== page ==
East African countries plan to increase spending dramatically on infrastructure projects in budgets to be released today.
It’s not clear whether they can afford it. Kenya, Tanzania, Uganda, Rwanda and Burundi will unveil plans to fund the building of more roads, railways and power plants, as well as expand services such as healthcare and education, for the year starting July 1. In most cases, this will raise budget gaps as a percentage of gross domestic product, and increase borrowing requirements.
“There is a risk of rising fiscal deficits coming from the fact that many have ambitious revenue targets they may fail to meet,” said Tony Watima, a Nairobi-based independent economist.
Spending will probably climb about 10 per cent in Kenya in the next fiscal year, 17 per cent in Uganda and 11 per cent in Rwanda, while it will be broadly flat in Tanzania, the nations’ respective governments have said in forecasts.
While the governments forecast that revenue will increase by double digits next year, Kenya, Uganda and Tanzania all have plans to approach the debt markets to help raise the funds to finance their deficits.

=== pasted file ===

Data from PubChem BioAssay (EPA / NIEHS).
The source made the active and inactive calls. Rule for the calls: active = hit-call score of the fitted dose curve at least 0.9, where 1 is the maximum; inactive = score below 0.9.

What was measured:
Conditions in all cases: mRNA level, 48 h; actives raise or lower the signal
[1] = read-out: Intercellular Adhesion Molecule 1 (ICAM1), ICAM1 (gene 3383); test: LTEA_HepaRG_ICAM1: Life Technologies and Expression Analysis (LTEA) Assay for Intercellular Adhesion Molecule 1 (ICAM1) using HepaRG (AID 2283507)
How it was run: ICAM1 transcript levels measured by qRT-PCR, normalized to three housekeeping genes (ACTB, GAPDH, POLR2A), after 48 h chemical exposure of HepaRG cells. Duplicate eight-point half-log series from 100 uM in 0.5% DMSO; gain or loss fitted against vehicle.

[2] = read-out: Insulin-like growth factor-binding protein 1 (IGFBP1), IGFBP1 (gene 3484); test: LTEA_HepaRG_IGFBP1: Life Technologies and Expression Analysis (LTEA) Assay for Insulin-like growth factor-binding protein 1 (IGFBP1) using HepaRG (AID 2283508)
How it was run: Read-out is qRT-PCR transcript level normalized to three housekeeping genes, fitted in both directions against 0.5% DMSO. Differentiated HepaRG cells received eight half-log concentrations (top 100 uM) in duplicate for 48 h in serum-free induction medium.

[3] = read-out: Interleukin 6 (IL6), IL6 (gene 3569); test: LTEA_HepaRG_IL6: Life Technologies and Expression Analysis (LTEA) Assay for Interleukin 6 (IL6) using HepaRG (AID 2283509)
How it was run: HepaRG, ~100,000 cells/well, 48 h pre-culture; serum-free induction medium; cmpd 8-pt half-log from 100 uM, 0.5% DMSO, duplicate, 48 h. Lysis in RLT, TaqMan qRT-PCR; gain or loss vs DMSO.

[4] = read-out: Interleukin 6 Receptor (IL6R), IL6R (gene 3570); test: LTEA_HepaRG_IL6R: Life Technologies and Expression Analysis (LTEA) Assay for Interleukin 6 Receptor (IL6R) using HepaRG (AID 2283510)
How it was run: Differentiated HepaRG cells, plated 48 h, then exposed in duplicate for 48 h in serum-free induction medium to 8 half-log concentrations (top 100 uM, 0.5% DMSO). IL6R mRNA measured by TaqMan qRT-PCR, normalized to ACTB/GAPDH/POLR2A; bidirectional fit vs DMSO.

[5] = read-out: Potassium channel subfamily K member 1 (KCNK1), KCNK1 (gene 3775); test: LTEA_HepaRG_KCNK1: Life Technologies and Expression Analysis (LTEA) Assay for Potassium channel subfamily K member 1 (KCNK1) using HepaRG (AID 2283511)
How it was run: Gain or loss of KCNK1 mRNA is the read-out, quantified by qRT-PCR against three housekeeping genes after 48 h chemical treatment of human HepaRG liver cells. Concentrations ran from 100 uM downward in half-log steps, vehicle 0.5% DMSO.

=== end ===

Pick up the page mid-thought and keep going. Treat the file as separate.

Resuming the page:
In Kenya’s case, the nation will borrow about Sh607 billion ($6 billion) locally and internationally in 2019-20, according to Treasury Secretary Henry Rotich.
GDP in East Africa will probably expand 5.9 per cent in 2019 and 6.1 per cent in 2020, according to the African Development Bank, making it the fastest-growing region on the continent. Economic expansion in Kenya, Tanzania, Uganda, Rwanda and Burundi will average a combined 5.5 per cent for the next two to three years, Citigroup Inc Chief Economist for Africa David Cowan said Wednesday.
Kenya is implementing its so-called Big Four agenda, which will see the region’s largest economy hand over no less than 500,000 houses to first-time homeowners by June 2022, and develop more manufacturing, food production and health care to create jobs in a nation where unemployment is a sticking electoral issue.
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